2.5 CTE Considerations

Observers should consider the effect of charge transfer efficiency (CTE) losses on their data. These issues and recommendations are discussed in some detail for ACS/WFC and WFC3/UVIS in the CTE White Paper and on the ACS CTE Information webpage. CTE losses can be mitigated using two different approaches: (1) post-processing with either a pixel-based correction algorithm to restore the values of the pixels, or correcting photometry to account for the losses, and/or (2) adjusting the observing strategy to increase the CTE during the CCD readout process.

For option (1), the CALACS pipeline now employs a second generation pixel-based CTE correction algorithm described in ACS ISR 2018-04. This routine works well when CTE losses are not severe. Extensive testing has shown that for typical ACS backgrounds (>30 e), the correction algorithm has a 75% reconstruction accuracy. For very low backgrounds, 90% of the charge can be lost as the CCD is read out, and these large losses cannot be reconstructed. An alternative technique for point sources is to apply the formula provided in ACS ISR 2022-06 to correct the measured photometry for CTE losses as a function of CCD position, background level, source flux, and observation date. This formula is similarly unable to estimate accurate fluxes for objects that have been CTE-trailed beyond detectability. The ACS Photometric CTE Calculator is available to apply this CTE correction formula to measured photometry.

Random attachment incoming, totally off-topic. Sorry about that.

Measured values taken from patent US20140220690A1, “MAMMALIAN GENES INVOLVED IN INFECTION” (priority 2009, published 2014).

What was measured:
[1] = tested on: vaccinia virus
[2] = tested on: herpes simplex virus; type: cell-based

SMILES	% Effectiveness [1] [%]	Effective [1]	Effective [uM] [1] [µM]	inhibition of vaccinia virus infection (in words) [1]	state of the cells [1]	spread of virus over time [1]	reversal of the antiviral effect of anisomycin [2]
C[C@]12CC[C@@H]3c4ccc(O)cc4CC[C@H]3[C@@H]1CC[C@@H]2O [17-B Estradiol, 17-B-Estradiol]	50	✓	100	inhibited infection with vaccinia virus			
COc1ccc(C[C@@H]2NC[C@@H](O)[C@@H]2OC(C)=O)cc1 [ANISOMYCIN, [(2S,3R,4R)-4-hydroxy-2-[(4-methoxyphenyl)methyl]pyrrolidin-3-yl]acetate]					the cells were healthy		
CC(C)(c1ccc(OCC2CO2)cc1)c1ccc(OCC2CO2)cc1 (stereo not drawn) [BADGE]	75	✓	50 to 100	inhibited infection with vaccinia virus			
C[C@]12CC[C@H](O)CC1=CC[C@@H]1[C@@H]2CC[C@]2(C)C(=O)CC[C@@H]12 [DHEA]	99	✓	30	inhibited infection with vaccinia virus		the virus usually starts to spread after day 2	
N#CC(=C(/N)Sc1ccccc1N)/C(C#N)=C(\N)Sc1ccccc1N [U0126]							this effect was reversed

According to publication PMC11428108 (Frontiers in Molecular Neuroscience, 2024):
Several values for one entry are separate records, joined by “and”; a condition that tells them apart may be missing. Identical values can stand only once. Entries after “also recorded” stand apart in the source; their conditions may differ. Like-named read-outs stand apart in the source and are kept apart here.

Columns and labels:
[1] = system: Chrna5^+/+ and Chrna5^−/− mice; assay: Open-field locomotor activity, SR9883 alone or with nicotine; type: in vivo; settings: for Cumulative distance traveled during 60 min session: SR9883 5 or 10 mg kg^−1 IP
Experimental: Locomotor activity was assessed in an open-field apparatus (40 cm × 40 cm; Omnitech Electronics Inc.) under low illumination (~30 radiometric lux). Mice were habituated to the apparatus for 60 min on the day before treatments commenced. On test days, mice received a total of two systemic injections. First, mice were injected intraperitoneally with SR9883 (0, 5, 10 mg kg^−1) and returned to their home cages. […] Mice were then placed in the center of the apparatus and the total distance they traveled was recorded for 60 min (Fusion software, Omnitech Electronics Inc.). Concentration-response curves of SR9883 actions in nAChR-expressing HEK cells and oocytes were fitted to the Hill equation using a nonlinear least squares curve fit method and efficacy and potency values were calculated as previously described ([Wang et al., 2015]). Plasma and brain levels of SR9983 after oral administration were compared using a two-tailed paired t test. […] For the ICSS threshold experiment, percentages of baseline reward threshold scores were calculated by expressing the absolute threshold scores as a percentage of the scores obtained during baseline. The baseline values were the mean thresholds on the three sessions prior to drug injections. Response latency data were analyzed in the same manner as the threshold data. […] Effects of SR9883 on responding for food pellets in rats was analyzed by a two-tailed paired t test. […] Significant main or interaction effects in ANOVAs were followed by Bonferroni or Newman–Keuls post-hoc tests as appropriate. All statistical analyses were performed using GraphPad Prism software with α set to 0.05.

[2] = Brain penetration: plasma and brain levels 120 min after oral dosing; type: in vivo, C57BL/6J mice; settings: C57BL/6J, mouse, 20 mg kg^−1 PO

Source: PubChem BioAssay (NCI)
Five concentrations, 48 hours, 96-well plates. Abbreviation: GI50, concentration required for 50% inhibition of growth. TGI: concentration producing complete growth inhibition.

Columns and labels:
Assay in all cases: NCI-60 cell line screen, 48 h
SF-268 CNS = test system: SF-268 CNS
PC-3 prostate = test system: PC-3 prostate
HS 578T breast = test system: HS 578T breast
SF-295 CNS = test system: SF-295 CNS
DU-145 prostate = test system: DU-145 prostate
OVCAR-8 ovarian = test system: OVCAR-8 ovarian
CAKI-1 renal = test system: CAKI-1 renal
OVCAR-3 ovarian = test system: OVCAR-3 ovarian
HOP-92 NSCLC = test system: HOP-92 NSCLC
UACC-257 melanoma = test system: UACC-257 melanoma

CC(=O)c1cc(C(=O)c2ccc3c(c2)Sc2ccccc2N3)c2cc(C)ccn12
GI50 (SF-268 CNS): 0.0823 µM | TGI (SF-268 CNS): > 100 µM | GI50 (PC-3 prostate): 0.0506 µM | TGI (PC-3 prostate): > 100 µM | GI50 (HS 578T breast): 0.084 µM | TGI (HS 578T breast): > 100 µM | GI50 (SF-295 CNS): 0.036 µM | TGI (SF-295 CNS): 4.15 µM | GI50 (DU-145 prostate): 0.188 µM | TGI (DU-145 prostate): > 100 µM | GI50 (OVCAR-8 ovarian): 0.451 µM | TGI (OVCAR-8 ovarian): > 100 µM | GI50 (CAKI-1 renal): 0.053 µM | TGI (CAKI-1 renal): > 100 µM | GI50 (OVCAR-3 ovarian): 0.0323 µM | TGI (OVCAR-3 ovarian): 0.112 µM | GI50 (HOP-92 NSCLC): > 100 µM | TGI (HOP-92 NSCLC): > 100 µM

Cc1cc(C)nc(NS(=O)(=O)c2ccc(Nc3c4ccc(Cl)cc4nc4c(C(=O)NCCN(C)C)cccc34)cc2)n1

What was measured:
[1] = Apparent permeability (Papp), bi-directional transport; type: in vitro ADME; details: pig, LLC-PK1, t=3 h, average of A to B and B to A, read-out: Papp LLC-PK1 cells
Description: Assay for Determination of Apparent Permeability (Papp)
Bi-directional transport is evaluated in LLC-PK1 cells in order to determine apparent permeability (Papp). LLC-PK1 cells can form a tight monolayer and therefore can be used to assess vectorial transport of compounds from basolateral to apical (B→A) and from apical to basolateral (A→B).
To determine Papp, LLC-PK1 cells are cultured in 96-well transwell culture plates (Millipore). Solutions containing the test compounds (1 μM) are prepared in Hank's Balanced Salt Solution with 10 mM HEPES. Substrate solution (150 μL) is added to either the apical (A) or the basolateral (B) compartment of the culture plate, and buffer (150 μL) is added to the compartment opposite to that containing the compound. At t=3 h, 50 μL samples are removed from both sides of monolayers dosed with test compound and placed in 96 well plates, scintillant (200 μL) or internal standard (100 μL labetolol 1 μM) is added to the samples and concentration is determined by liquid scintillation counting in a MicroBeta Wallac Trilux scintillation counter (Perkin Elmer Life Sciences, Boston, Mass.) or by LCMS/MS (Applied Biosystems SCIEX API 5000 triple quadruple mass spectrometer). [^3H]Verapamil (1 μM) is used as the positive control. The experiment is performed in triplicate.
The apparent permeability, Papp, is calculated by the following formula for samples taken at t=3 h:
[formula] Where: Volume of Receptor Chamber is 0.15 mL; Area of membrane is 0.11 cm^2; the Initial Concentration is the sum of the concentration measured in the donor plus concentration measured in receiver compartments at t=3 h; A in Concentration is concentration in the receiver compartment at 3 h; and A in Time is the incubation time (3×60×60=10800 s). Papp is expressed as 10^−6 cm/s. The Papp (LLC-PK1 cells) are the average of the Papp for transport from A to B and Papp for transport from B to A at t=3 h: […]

For option (2), there are several strategies that can be employed. The simplest is to place the source near the WFC serial registers (located furthest from the gap between the WFC CCDs) to reduce the number of CCD parallel transfers. This can be accomplished by using the aperture WFC1-CTE (Table 7.7) and/or a suitable Y POS TARG. If this is not possible (e.g., if the source subtends >5 arcsec), then the observer should estimate the sky background using the information given in ACS ISR 2022-01. Here empirical sky backgrounds are provided for all of the ACS filters as a function of exposure time and compared to Exposure Time Calculator (ETC) estimates. Observers should check that the sky background is above 30 e for a given exposure time. If the background is lower than this value, observers should consider increasing their exposure times or using a LED post-flash to increase the background. For the latest details and recommendations on ACS/WFC post-flash capabilities, please refer to ACS ISRs 2018-02 and 2014-01.